My earliest memory is of a funeral. They say the constants of life are death and taxes… I spent a lot of time in funeral homes before I had even began to pay taxes.
That first funeral was my Uncle Tommy’s, my mothers brother. I remember playing in the basement of the funeral home, and being looked after by my Aunt Karen. I remember how uncomfortable the wool kilt I wore was. I was only 2 years old.
I grew up with stories of an uncle I never knew. I know that he was fiercely loved by everyone whose life he touched. Everyone says he was a lot fun . I know that he was scared to hold me as a baby. And I know that he scaled an apartment building to break in to my parents unit after my dad had locked my mother out… with me still sleeping in my crib. I’ve been told that after he died I accused him of stealing balloons and kites that flew away from me. So much of my upbringing was coloured by his loss. My imagination runs wild when I think of the role he would have had in my life. Is it possible to miss someone you never really knew?
And then we lost more family members. I lost my grandma’s father who would chase me around the hospital in his wheelchair, and then her mother who would hid money in your purse if you paid for coffee, and who could always be counted on to sniff out a bargain or give you slippers for Christmas.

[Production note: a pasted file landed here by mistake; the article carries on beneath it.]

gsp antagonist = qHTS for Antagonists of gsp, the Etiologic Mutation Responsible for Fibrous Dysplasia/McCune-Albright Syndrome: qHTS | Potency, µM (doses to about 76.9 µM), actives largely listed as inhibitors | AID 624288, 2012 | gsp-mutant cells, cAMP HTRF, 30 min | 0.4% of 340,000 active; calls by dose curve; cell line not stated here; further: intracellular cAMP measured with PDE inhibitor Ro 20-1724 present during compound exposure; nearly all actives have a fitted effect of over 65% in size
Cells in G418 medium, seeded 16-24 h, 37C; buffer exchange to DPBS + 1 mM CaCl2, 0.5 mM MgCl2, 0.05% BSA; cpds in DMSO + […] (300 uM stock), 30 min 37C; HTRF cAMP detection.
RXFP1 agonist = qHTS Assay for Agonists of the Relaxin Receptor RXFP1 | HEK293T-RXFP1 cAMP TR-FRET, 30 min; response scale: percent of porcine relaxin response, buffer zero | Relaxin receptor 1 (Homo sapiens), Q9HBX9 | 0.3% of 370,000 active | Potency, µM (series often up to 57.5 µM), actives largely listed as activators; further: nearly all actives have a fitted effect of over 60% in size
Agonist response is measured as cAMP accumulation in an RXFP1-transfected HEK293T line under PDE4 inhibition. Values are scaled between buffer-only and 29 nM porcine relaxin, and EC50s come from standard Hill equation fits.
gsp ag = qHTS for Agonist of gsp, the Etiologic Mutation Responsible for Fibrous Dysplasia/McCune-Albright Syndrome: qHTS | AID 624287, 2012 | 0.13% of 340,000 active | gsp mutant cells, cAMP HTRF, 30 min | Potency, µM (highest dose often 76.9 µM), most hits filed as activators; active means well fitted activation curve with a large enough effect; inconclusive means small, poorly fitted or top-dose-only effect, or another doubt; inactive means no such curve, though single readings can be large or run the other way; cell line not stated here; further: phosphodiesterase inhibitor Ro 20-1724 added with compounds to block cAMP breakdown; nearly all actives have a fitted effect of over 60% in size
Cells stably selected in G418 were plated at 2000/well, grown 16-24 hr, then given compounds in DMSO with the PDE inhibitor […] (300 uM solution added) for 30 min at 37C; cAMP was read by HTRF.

Our family has suffered a great amount of loss. If feels like more than any other family but I know thats not true. We have learned to face it with humour and a remembrance of all the joy that person has brought us.
There was no clearer celebration of life than my grandmothers funeral. She was an unwaveringly kind woman with a tendency to take in strays and treat them as her own. At her core she was a mother. She was as a mom to all of the Scouts in my Grandpas troop, she was a foster parent to countless kids, she insisted that all of my friends call her grandma. She was a supportive and generous friend. I know that people say a lot of kind platitudes about someone when they die but for her they were all true. She was an incredible source of strength and quiet force of nature.
I’m not to sure where I was going with this… In a fit of holiday nostalgia I was looking through photos and I realized that although I have ever reason to be incurably sad , I’m not. Every loss has made me a stronger, more resilient person. But it has also made me more vulnerable. Something I needed to become in order to open myself up to the world. It’s given me a baseline by which to measure the worst and taught me that everything is survivable eventually.
I feel like that sounded like an inspirational quote you see over a beach landscape. Which I totally made it into …